In a way, the second round loss to Ohio State was sadly symbolic of Northwestern's season—a season once filled with promise—that has now become one with a likely NIT berth.
"It would be great for our school, but at the same time I think, especially with Juice as a senior, we were really hoping to do well at this tournament," said NU junior forward John Shurna. "So it's disappointing we probably won't be playing in the NCAA tournament."
In late December with an unbeaten record, and conference play weeks away; many deemed this as "the year" for Northwestern. All the pieces seemed to be in place for a run to the NCAA tournament. But the Wildcats struggles against top-25 teams are what killed them.
The loss to Ohio State drops Northwestern's record to 1-9 against ranked opponents. In those nine losses, the Wildcats held a second half lead in six games. Those are nine chances for a résumé-building win that ended in loss.
To be fair, there were many different bad breaks that hurt the team throughout the regular season—the most obvious being the unhealthy John Shurna, who simply wasn't the same during conference play. But as the Wildcats will likely tell you, no season is going to go perfectly, and that was the case for NU.
But as the regular season came to a close, the Wildcats entered the Big Ten Tournament with slim chances, but the confidence to win. They entered Indianapolis desperate, yet confident. The tournament brought one last hope after a regular season of heartbreaks. But the same things that killed the ‘Cats in the regular season are what did them in during the tournament.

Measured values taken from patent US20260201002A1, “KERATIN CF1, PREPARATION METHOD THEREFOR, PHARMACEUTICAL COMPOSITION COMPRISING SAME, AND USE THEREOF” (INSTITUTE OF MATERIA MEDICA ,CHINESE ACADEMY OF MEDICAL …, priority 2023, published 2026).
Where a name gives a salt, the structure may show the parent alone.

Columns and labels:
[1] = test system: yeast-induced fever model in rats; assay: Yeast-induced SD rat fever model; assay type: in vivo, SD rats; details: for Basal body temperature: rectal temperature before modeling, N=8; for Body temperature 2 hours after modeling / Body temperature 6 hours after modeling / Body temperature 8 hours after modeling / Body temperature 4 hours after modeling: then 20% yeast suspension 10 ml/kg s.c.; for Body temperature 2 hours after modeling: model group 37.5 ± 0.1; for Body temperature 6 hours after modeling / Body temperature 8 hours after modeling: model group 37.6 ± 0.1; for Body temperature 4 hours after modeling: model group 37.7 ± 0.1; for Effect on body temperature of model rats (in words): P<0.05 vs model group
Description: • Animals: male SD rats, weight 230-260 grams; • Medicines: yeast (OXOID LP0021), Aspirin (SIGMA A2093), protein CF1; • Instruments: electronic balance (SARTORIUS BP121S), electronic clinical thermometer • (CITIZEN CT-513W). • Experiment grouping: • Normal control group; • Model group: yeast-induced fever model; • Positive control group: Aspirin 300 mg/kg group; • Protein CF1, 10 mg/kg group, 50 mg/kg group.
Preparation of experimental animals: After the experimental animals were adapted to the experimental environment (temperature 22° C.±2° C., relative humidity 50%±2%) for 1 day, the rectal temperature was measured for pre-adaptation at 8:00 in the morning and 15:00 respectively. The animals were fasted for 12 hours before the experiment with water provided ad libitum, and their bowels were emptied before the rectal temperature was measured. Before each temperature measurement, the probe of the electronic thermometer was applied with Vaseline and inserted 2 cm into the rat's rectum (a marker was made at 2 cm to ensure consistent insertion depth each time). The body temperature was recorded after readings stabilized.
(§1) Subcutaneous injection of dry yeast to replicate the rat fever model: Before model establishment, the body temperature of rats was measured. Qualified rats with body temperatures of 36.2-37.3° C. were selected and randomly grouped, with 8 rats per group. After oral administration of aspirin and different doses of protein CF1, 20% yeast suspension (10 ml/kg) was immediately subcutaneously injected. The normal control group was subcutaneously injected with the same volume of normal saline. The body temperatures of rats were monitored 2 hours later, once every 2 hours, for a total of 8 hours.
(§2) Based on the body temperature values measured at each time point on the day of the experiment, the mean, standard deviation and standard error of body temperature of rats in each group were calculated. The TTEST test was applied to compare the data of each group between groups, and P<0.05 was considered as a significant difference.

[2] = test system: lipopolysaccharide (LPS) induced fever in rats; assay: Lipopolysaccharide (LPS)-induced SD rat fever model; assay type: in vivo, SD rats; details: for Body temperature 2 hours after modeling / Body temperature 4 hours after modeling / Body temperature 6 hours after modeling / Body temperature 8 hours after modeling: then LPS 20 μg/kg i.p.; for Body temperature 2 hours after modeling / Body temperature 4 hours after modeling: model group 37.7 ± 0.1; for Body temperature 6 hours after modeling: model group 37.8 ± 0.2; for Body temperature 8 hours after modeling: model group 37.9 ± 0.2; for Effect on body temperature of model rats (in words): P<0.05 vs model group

Second chances are rare, but the Wildcats received a major second chance—a rematch with top-ranked Ohio State, and a chance at an automatic NCAA tournament berth.
Once again—the Wildcats were unable to take advantage.
Though Northwestern was able to give the Buckeyes all they could handle; that isn't good enough to advance on. Coming close doesn't have any appeal on an NCAA tournament résumé
"It's a very disappointing loss," said Juice Thompson. "Obviously we came down here to win it, not just to play teams close."
With their final chance gone, the Wildcats will move on to the NIT. While a postseason appearance is a big accomplishment for a program that has not seen much postseason success, it's a disappointment for a team that changed the culture of Northwestern basketball, and made them a winner.
Over the past years, Bill Carmody's Wildcats have reached newfound heights—among those, the first time in the modern day schedule that the program has had three-consecutive winning seasons. But as the program continues to reach new heights, the expectations reach new heights as well. The failure to reach those expectations brings disappointment.
"It's definitely going to be a long bus ride back to Evanston," said Thompson. "But just have to move past it and focus on the postseason,"